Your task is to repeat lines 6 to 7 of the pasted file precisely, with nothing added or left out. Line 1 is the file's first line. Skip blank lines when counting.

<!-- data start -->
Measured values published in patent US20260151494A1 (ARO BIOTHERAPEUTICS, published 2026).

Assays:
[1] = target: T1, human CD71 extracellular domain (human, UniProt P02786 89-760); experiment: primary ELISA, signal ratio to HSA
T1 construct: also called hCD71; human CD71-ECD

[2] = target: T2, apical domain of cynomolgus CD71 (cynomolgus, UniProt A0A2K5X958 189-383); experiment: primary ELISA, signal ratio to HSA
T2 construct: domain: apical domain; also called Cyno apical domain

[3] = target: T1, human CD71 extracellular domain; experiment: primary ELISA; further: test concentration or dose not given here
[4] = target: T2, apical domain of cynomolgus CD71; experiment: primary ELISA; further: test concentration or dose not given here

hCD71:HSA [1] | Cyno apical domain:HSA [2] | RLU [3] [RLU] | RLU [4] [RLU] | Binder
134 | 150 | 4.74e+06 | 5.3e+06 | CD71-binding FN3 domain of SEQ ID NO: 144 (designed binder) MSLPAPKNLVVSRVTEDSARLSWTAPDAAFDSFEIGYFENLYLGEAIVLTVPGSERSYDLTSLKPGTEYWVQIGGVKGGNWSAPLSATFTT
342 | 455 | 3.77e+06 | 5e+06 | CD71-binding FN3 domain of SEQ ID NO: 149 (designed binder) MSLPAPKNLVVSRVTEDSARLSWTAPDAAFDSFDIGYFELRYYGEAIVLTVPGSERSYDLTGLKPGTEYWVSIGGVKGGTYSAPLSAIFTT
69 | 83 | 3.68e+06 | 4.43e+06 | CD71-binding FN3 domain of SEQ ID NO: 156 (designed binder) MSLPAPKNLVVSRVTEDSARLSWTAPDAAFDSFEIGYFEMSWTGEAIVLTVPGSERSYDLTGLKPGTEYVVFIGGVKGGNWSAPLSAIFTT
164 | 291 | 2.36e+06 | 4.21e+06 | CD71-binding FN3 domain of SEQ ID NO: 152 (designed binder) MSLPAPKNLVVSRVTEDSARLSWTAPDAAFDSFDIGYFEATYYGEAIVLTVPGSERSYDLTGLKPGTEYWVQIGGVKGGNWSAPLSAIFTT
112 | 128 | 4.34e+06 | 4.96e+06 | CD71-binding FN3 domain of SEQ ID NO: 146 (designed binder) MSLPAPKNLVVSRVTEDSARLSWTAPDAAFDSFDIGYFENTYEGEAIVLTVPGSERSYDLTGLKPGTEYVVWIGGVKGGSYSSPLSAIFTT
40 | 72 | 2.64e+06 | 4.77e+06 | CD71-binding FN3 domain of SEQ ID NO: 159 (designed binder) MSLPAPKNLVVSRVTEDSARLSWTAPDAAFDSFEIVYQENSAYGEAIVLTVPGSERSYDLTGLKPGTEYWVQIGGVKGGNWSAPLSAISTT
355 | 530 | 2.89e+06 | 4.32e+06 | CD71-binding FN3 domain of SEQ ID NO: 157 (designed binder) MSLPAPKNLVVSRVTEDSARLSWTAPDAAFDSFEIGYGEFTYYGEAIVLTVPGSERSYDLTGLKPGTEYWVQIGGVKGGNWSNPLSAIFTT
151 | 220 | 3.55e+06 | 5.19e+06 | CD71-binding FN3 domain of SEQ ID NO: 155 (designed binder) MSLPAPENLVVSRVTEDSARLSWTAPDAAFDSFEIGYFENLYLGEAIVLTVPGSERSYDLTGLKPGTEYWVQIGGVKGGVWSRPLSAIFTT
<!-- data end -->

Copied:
T2 construct: domain: apical domain; also called Cyno apical domain

[3] = target: T1, human CD71 extracellular domain; experiment: primary ELISA; further: test concentration or dose not given here